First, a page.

- Two cargo ships were hit by explosions near Ukraine.
- The Ukrainian Navy has accused the Russian Navy of using civilian vessels as a "human shield."
- The NATO Shipping Center has warned of a "high risk of collateral damage" in the Black Sea.
- For more stories go to www.BusinessInsider.co.za.
Two cargo ships were hit by explosives off the coast of Ukraine on Thursday.
The Ukrainian Navy has accused the Russian Black Sea Fleet of using civilian vessels — including the Estonian-owned ship, the MV Helt, — as a "human shield" to obscure the movements of the Russian navy, according to a report from The New York Times. The MV Helt sank on Thursday following an explosion.
The Ukrainian Navy said that the Russians had threatened to fire on the MV Helt if it did not enter the war zone and compared the Russian's actions to "21st-century piracy," The Times and The Jerusalem Post reported.
Maritime Bulletin reported that the tactic could help Russian ships evade radar detection. As of Thursday morning, the ship's Automatic Identification System (AIS) had not been damaged and MarineTraffic recorded the ship just over a dozen nautical miles off the port of Odessa.
Igor Ilves, the managing director of the Vista Shipping Agency, told Reuters that two crew members were in a life raft at sea and four more had yet to be accounted for. He added that the vessel may have struck a mine. Vista Shipping Agency did not respond to a request for comment from Insider.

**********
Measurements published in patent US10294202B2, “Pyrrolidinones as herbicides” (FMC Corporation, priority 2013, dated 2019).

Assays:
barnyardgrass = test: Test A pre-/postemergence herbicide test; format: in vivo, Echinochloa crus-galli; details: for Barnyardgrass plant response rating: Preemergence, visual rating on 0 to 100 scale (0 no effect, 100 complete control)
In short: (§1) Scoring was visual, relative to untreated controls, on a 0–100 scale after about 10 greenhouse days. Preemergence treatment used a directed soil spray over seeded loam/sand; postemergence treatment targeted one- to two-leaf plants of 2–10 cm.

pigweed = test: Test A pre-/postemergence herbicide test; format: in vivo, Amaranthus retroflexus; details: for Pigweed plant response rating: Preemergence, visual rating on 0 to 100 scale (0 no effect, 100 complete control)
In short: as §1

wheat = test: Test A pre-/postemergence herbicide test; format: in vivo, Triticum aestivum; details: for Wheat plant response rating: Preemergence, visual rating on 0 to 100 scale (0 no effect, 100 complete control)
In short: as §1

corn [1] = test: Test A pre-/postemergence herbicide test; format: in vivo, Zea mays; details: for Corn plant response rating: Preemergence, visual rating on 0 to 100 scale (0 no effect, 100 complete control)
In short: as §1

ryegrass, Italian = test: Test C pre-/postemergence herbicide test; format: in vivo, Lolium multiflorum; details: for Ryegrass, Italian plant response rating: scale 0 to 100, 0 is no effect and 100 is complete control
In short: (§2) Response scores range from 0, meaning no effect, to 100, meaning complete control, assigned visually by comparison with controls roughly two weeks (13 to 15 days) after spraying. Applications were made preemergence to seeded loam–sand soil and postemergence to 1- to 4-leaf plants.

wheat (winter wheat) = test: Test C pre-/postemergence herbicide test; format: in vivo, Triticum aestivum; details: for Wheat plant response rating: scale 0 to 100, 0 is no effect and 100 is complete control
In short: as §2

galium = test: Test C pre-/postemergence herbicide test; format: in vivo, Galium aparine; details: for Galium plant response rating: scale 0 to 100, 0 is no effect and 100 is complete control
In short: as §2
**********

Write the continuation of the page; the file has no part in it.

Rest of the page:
"It's a big problem — nobody can help them," Ilves told Reuters. "The Ukrainians cannot go to sea because it is under Russian control."
The ship was not the first civilian vessel to be impacted by the Russian invasion of Ukraine. The MV Helt sank just hours after a Bangladeshi vessel, the Banglar Samriddhi, was hit by a missile or bomb at a port in Olvia, according to Bloomberg. The publication reported that the unidentified missile killed an engineer on board.
The ship had been stranded at the port with 29 crew members following the Russian invasion, Bloomberg reported. Pijush Dutta, executive director of Bangladesh Shipping Corp, told the news outlet that "it was not clear which side fired the missile."
Since, videos have appeared on social media, showing Banglar Samriddhi crew members asking for help.
"We have no power supply. Emergency generator power supply is running. We are on the verge of death. We have not been rescued yet. Please save us," a crewmember said, according to Reuter's retelling of a video.
Ukraine's largest port has been closed since Russia launched its attack on Thursday. The NATO Shipping Center has warned that there is "a high risk of collateral damage on civilian shipping in the northwestern part of the Black Sea," including cyberattacks and mines.
Russia's invasion has heavily impacted cargo ships that traverse the Black Sea — a key route for oil and bulk food exports. Since Thursday, several ships have been fired upon or detained. Many shipping companies have rerouted their vessels as a result.